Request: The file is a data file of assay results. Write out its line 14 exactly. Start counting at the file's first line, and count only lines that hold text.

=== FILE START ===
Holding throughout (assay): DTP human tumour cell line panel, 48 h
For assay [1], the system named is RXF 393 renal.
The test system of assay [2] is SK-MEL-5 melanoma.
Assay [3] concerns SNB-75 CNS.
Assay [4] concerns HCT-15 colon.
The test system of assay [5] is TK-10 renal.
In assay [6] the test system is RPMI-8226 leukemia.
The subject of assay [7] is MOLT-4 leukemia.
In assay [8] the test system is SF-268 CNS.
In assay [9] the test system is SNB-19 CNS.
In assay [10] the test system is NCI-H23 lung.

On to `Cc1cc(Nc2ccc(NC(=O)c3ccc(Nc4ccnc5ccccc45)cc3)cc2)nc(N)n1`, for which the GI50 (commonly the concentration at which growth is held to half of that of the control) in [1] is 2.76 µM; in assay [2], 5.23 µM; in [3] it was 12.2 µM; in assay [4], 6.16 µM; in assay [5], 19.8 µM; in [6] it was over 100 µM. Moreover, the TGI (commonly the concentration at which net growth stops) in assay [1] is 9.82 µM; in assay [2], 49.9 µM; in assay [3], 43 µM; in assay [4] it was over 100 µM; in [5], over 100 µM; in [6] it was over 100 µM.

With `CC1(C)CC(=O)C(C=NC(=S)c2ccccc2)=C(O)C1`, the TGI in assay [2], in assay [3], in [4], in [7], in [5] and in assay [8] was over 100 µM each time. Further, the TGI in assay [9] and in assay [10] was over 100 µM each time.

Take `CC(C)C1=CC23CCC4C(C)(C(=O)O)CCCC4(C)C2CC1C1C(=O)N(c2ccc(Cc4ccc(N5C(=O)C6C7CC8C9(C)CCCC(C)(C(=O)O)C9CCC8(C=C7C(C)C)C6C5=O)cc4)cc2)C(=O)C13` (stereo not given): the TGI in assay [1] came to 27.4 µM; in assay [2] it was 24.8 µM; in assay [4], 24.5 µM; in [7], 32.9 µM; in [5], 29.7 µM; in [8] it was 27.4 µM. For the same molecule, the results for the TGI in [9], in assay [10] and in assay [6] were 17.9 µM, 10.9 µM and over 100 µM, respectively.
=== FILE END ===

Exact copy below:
Take `CC(C)C1=CC23CCC4C(C)(C(=O)O)CCCC4(C)C2CC1C1C(=O)N(c2ccc(Cc4ccc(N5C(=O)C6C7CC8C9(C)CCCC(C)(C(=O)O)C9CCC8(C=C7C(C)C)C6C5=O)cc4)cc2)C(=O)C13` (stereo not given): the TGI in assay [1] came to 27.4 µM; in assay [2] it was 24.8 µM; in assay [4], 24.5 µM; in [7], 32.9 µM; in [5], 29.7 µM; in [8] it was 27.4 µM. For the same molecule, the results for the TGI in [9], in assay [10] and in assay [6] were 17.9 µM, 10.9 µM and over 100 µM, respectively.